Posted: 05.03.2024 15:18:00

Single Voting Day: main results and trends

The Single Voting Day has been held for the first time in the history of Belarus. The authorised deputies of the House of Representatives of the Belarus’ National Assembly of the eighth convocation and the local Councils of deputies of the 29th convocation have been elected. The Central Election Commission established the official results of the elections on March 1st at its meeting. Sovereign and independent Belarus has opened a new page in its state-building.

Andrey Sazonov

                            The President of Belarus,
                          Aleksandr Lukashenko,

“The role of Parliament will increase every month, 
every year. We are already transferring some powers to the Parliament and other authorities.
There is a certain restructuring going on, 
generations are changing. This is 
a very serious event, especially at the time when our government is going through modernisation. We may be criticised for somewhat weak modernisation. But we have always said that all processes everywhere should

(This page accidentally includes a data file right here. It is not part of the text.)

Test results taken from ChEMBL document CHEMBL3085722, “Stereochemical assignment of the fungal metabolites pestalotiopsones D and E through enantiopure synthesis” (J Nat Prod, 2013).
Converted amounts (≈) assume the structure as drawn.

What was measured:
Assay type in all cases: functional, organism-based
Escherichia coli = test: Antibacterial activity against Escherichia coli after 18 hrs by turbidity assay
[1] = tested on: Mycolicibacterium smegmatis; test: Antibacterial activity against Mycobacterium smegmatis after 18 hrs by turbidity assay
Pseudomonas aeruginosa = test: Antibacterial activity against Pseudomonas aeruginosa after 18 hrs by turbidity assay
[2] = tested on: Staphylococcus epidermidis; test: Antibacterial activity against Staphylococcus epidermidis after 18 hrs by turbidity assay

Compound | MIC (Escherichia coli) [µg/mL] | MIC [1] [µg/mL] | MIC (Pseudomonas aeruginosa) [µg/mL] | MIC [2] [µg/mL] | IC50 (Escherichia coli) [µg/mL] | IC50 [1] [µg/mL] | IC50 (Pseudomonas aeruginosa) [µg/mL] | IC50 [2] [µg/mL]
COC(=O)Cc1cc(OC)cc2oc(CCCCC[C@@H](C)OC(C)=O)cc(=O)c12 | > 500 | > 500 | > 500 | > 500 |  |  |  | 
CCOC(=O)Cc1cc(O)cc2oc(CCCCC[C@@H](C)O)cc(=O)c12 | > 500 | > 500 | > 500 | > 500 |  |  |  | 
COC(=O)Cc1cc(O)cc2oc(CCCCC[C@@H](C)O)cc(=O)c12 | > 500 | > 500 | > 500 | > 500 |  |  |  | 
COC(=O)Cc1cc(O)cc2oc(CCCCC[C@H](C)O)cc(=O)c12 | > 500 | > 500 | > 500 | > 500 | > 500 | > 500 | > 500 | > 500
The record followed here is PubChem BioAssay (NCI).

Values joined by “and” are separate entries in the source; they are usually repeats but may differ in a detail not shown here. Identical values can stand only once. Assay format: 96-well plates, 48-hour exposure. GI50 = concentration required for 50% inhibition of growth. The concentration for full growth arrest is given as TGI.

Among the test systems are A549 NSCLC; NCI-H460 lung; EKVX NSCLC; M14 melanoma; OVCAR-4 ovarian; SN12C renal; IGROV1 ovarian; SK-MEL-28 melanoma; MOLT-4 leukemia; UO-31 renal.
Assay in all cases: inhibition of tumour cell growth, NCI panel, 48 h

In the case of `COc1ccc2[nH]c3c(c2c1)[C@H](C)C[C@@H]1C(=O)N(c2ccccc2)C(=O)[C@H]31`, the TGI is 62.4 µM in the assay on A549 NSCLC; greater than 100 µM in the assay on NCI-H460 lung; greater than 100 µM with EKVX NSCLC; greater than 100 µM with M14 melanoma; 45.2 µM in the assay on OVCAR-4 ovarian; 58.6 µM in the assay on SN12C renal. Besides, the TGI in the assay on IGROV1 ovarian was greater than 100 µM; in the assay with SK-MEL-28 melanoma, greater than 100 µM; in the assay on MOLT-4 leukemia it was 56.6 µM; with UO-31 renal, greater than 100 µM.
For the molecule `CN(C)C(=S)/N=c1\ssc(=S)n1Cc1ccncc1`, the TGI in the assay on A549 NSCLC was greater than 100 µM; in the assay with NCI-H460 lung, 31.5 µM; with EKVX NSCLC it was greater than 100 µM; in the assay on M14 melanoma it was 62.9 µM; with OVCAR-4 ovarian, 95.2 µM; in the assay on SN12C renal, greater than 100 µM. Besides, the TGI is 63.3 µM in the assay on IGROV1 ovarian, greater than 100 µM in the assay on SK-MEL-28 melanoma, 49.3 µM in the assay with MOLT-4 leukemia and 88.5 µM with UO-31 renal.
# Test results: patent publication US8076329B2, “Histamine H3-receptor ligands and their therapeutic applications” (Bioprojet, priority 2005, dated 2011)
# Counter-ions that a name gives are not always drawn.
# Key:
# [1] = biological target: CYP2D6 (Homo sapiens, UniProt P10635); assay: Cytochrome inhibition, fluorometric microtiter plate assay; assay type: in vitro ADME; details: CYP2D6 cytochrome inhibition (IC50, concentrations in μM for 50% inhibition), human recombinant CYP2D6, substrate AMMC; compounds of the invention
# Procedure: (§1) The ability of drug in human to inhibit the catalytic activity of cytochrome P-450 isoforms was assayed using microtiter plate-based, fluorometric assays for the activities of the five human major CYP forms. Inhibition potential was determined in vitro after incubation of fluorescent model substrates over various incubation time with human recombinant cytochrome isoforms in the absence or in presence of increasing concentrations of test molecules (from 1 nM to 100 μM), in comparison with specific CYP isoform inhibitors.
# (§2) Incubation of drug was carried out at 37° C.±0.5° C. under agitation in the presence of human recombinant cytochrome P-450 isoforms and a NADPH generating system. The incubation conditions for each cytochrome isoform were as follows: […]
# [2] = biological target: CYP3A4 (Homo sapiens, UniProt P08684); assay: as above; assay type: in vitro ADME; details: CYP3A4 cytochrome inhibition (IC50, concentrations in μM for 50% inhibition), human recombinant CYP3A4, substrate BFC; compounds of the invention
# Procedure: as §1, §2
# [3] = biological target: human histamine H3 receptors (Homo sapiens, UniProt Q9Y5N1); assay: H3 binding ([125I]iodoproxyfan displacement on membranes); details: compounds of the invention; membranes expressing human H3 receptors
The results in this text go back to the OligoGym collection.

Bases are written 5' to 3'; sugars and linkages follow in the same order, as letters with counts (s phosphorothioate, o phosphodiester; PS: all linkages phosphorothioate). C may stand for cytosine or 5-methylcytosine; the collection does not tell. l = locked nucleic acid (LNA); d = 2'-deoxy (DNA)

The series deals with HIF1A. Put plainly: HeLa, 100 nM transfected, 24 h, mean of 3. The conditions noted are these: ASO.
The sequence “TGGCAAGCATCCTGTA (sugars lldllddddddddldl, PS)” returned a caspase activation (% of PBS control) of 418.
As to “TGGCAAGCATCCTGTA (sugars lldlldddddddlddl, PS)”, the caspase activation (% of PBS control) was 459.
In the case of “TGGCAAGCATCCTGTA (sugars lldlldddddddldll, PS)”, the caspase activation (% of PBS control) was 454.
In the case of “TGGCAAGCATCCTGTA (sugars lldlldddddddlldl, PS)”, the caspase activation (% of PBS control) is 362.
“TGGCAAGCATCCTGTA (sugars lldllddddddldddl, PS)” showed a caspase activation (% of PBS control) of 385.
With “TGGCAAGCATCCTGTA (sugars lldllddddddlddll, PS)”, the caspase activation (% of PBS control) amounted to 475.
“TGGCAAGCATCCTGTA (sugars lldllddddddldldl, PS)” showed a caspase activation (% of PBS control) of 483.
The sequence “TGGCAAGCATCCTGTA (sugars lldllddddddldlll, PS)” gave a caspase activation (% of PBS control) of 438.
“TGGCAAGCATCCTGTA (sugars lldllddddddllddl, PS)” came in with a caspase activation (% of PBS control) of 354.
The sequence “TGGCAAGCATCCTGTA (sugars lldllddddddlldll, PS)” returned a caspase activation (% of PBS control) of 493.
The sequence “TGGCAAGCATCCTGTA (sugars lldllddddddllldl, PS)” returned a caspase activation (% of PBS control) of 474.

be evolutionary in nature. If we take drastic approaches— it is also possible — then this is a way of revolution. 
Belarus and Russia have already exhausted the limit of revolutions. What could this lead to? To the situation similar to that in Ukraine.
It also reached its limit, but they still tried again in 2014–2015 through the Maidan coup. That is what those sharp turns led to. Therefore, we are calmly moving forward when modernising our system.”

 After voting in the elections of deputies to the House of Representatives and local Councils of deputies, 
on February 25th, 2024.

Figures of scale and competition

The five days of early voting and the main Single Voting Day on February 25th were preceded by huge and multifaceted work involving thousands of people. There were formed 1,284 territorial, 110 district and 5,411 precinct election commissions.
There were initially nominated 298 candidates to run for 110 deputy seats in the House of Representatives, of which 265 citizens were subsequently registered as candidates for deputies — 25 candidates were refused registration by district election commissions, and eight people withdrew their applications. Two more registered candidates 
withdrew their candidacy later. Thus, 263 candidates for deputies participated in the elections to the House of